Each of the cars has a motor 70 to activate the discharge mechanism on the car and pins 1 and 2 on all of the car mounted connectors 58 are used to couple control signals received by the master car from the central computer to the motor. The master car 63 sends control signals to car 62 on pins 3 and 4 and to car 61 on pins 5 and 6. The jumper between master car 63 and slave car 62 couples pins 3 and 4 on the master car to pins 1 and 2 on the slave car 62 and at the same time couples pins 5 and 6 on the master car 63 to pins 3 and 4 on slave car 62. Pins 1 and 2 of car 62 couple the signal from the master car 63 to the sort motor 70 on car 62 and pass the signals on pins 3 and 4 to pins 3 and 4 on the other end of the car. Pins 3 and 4 on the other end of the car 62 are coupled by the jumper to pins 1 and 2 of car 61. Pins 1 and 2 of car 61 couple the signal received to the motor 70 on car 61. The jumpers which are used between cars 63 and 64 and between cars 64 and 65 are used to couple the signals from the master car 63 in a similar way.
In the event car 62 becomes disabled and has to be removed from the train, car 61 can be coupled to master car 63 by using the same jumper 59. The control signals for car 61 in the new position next to car 63 will be sent from pins 3 and 4 on car 63 to pins 1 and 2 of car 61. It will be appreciated by those skilled in the art that any jumper may be used between any car in the train and any slave car may be used in any position on the train and as long as the master end 66 of the jumper is coupled to the master car or to the car in the train which is closest to the master car. The design of the jumper 59 ensures that signals from the master car will always be coupled to the correct pins on the slave cars so that the slave cars will receive the proper operating signals.
Having thus described the invention, various modifications and alterations will occur to those skilled in the art, which modifications and alterations will be within the scope of the invention as defined by the appended claims.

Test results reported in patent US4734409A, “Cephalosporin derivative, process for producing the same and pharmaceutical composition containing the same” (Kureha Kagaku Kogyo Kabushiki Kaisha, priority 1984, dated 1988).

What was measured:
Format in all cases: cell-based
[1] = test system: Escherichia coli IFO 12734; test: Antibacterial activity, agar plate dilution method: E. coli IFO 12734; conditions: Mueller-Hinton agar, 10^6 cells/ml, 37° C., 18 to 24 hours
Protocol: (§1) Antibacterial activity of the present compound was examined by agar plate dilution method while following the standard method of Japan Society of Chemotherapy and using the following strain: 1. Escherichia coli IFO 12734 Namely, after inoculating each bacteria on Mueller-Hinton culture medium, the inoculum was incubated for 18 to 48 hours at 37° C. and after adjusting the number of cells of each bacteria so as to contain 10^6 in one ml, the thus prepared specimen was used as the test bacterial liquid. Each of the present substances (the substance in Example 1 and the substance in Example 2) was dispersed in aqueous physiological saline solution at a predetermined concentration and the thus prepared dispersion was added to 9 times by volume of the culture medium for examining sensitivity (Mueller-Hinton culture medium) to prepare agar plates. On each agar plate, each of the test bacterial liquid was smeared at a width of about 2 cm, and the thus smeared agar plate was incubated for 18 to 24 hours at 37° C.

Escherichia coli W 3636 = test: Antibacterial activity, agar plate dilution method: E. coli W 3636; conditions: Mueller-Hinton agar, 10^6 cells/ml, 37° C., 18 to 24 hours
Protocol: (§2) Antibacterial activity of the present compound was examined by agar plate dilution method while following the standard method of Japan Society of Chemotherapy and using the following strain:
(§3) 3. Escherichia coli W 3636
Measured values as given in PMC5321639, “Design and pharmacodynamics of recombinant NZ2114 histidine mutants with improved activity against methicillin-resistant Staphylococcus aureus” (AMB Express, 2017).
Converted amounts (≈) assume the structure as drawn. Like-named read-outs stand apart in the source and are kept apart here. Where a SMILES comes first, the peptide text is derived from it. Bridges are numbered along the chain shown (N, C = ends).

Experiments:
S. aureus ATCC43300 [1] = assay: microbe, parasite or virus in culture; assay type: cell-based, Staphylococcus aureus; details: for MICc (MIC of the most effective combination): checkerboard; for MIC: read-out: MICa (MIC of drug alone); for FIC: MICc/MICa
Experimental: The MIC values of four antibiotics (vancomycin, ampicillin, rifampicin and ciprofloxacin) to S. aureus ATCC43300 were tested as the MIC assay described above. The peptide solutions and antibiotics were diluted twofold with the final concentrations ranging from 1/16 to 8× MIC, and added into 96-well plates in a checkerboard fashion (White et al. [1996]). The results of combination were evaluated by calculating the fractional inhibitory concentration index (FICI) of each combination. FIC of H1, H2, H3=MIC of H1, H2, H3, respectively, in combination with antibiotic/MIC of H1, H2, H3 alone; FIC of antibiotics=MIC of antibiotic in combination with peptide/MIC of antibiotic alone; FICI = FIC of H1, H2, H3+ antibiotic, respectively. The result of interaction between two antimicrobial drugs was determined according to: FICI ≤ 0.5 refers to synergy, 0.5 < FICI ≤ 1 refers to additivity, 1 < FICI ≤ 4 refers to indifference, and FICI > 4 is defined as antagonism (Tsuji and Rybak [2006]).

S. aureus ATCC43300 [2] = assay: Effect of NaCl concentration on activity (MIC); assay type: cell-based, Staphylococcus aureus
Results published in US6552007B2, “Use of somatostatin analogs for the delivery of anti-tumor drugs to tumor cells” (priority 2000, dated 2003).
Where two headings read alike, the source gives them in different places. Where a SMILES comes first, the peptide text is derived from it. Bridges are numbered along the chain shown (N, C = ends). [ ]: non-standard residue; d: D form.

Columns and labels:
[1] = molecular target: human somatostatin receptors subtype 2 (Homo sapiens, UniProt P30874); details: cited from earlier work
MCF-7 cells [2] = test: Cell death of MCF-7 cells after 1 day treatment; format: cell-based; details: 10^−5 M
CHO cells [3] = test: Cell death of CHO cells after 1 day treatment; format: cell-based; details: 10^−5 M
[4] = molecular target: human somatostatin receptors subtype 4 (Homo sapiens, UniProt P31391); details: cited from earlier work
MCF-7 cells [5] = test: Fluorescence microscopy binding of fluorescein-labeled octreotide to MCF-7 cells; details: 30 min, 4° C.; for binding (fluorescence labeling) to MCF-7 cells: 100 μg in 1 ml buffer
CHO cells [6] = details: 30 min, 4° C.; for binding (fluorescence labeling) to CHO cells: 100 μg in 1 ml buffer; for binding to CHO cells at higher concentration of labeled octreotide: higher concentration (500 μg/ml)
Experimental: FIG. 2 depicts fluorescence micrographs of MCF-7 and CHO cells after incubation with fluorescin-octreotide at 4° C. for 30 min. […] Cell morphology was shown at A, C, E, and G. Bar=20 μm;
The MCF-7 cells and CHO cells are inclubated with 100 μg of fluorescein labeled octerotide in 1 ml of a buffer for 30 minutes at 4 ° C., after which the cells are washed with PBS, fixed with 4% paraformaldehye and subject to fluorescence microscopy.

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|U.S. Classification||701/22, 324/207.2, 700/113, 700/229, 324/207.24, 318/602, 701/124|
|International Classification||B60L11/18, B61L23/00, B60L9/00|
|Cooperative Classification||B60L2200/26, B61L23/005, Y02T10/7005, B60L9/00, B60L11/1807|
|European Classification||B60L11/18H, B61L23/00A1, B60L9/00|
|Nov 18, 1996||AS||Assignment|
Owner name: WESTERN ATLAS INC., KENTUCKY
Free format text: ASSIGNMENT OF ASSIGNORS INTEREST;ASSIGNORS:KRAMER, MICHAEL J.;LOOMER, WESTON R.;VONHANDORF, THOMAS T.;AND OTHERS;REEL/FRAME:008226/0946
Effective date: 19961115
|Nov 26, 1996||AS||Assignment|
Owner name: HK SYSTEMS, INC., WISCONSIN
Free format text: ASSIGNMENT OF ASSIGNORS INTEREST;ASSIGNOR:WESTERN ATLAS INC.;REEL/FRAME:008239/0701
Effective date: 19961115
|Jan 8, 1997||AS||Assignment|
Owner name: HARRIS TRUST AND SAVINGS BANK, ILLINOIS
Free format text: PATENT COLLATERAL AGREEMENT;ASSIGNOR:HK SYSTEMS;REEL/FRAME:008354/0657
Effective date: 19961115
|Oct 21, 1998||AS||Assignment|
Owner name: HARRIS TRUST AND SAVINGS BANK, AS AGENT, ILLINOIS
Free format text: PATENT COLLATERAL AGREEMENT;ASSIGNOR:HK SYSTEMS, INC.;REEL/FRAME:009507/0497
Effective date: 19981009
|Apr 23, 2002||REMI||Maintenance fee reminder mailed|
|Oct 7, 2002||LAPS||Lapse for failure to pay maintenance fees|
|Dec 3, 2002||FP||Expired due to failure to pay maintenance fee|
Effective date: 20021006